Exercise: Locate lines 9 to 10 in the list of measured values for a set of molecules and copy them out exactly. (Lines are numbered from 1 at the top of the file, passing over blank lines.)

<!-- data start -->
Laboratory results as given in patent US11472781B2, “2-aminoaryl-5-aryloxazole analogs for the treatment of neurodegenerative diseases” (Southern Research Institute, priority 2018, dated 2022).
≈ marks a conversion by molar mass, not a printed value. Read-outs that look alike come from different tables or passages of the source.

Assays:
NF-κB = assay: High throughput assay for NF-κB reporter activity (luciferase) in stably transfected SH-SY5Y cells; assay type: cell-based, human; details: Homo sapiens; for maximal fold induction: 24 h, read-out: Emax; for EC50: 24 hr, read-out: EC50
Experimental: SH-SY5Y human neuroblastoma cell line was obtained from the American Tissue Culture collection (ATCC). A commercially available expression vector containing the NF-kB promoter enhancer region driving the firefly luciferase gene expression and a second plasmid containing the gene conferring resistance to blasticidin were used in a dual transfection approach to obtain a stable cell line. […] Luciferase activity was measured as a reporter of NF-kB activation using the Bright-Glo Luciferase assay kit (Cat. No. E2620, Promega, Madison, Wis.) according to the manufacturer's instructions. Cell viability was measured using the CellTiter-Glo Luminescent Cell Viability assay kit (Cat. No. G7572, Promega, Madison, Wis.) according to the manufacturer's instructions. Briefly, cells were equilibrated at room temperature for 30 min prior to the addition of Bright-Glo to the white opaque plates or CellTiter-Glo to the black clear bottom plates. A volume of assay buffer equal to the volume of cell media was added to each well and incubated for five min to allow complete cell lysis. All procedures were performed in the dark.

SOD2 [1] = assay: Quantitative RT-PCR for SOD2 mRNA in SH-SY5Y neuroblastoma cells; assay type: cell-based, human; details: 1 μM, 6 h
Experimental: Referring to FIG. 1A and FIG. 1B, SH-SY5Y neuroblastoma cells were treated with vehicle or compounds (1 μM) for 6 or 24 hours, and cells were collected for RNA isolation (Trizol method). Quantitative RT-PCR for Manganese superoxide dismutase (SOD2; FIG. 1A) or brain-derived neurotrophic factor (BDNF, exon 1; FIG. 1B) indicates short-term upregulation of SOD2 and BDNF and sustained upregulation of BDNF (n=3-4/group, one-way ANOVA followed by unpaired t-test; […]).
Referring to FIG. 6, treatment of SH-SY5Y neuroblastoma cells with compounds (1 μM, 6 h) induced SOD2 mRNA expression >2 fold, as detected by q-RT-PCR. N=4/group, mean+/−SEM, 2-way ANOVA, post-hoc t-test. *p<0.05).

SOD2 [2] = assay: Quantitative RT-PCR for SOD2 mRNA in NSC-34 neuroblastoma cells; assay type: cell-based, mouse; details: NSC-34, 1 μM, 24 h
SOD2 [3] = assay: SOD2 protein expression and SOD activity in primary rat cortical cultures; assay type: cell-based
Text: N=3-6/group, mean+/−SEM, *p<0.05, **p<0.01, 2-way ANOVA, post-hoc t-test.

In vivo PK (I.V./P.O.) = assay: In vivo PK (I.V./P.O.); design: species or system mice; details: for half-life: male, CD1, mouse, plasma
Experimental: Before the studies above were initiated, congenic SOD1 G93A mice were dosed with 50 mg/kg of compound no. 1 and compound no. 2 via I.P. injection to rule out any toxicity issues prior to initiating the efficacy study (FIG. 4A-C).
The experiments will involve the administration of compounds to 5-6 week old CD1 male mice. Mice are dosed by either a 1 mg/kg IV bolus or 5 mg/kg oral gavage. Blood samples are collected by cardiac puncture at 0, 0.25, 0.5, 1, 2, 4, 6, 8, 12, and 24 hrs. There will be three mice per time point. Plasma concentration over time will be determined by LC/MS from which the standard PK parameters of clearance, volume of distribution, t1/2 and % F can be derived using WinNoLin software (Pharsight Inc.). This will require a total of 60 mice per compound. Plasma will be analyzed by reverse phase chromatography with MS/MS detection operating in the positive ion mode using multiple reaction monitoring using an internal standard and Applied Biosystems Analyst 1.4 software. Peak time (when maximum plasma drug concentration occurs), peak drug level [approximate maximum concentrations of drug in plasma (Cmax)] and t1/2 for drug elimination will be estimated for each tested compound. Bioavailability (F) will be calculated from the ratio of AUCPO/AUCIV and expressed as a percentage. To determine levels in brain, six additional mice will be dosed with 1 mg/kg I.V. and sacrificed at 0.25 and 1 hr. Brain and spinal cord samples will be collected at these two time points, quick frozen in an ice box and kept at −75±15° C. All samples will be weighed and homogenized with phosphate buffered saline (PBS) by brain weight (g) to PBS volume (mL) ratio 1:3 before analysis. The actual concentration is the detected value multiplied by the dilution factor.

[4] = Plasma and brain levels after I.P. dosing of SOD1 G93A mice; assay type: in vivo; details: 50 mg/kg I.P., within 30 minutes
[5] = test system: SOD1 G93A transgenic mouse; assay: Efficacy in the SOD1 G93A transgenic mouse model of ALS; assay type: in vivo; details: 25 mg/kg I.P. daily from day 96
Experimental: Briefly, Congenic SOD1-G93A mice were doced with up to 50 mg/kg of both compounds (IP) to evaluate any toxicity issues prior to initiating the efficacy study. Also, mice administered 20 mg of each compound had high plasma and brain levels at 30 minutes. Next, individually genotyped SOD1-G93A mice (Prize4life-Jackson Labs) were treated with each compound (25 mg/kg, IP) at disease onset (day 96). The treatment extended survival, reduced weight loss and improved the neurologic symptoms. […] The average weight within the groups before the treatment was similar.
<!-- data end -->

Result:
SOD2 [2] = assay: Quantitative RT-PCR for SOD2 mRNA in NSC-34 neuroblastoma cells; assay type: cell-based, mouse; details: NSC-34, 1 μM, 24 h
SOD2 [3] = assay: SOD2 protein expression and SOD activity in primary rat cortical cultures; assay type: cell-based